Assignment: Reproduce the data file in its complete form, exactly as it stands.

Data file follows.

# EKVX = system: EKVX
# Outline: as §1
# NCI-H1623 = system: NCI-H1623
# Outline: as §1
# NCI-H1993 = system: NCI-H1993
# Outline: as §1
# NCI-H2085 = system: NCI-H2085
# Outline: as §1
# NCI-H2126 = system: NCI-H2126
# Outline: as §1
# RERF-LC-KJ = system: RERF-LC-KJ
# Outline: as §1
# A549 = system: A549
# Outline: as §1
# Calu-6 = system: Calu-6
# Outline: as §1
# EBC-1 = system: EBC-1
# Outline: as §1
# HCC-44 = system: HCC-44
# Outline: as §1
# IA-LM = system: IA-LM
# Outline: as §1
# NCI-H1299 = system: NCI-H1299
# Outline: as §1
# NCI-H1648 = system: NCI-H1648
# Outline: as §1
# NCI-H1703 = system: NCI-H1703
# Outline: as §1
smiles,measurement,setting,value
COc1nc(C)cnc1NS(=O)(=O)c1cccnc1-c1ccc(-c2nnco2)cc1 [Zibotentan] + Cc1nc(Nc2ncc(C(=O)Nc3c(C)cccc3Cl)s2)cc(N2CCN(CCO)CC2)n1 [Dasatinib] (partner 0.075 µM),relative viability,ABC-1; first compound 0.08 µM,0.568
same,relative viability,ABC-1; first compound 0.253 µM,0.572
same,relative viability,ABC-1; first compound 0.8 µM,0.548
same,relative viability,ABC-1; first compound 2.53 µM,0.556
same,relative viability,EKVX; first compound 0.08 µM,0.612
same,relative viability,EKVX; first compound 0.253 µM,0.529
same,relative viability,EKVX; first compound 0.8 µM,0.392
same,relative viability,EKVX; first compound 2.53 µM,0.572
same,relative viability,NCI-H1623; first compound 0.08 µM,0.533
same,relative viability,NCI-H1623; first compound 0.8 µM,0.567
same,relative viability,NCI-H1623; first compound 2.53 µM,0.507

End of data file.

# EKVX = system: EKVX
# Outline: as §1
# NCI-H1623 = system: NCI-H1623
# Outline: as §1
# NCI-H1993 = system: NCI-H1993
# Outline: as §1
# NCI-H2085 = system: NCI-H2085
# Outline: as §1
# NCI-H2126 = system: NCI-H2126
# Outline: as §1
# RERF-LC-KJ = system: RERF-LC-KJ
# Outline: as §1
# A549 = system: A549
# Outline: as §1
# Calu-6 = system: Calu-6
# Outline: as §1
# EBC-1 = system: EBC-1
# Outline: as §1
# HCC-44 = system: HCC-44
# Outline: as §1
# IA-LM = system: IA-LM
# Outline: as §1
# NCI-H1299 = system: NCI-H1299
# Outline: as §1
# NCI-H1648 = system: NCI-H1648
# Outline: as §1
# NCI-H1703 = system: NCI-H1703
# Outline: as §1
smiles,measurement,setting,value
COc1nc(C)cnc1NS(=O)(=O)c1cccnc1-c1ccc(-c2nnco2)cc1 [Zibotentan] + Cc1nc(Nc2ncc(C(=O)Nc3c(C)cccc3Cl)s2)cc(N2CCN(CCO)CC2)n1 [Dasatinib] (partner 0.075 µM),relative viability,ABC-1; first compound 0.08 µM,0.568
same,relative viability,ABC-1; first compound 0.253 µM,0.572
same,relative viability,ABC-1; first compound 0.8 µM,0.548
same,relative viability,ABC-1; first compound 2.53 µM,0.556
same,relative viability,EKVX; first compound 0.08 µM,0.612
same,relative viability,EKVX; first compound 0.253 µM,0.529
same,relative viability,EKVX; first compound 0.8 µM,0.392
same,relative viability,EKVX; first compound 2.53 µM,0.572
same,relative viability,NCI-H1623; first compound 0.08 µM,0.533
same,relative viability,NCI-H1623; first compound 0.8 µM,0.567
same,relative viability,NCI-H1623; first compound 2.53 µM,0.507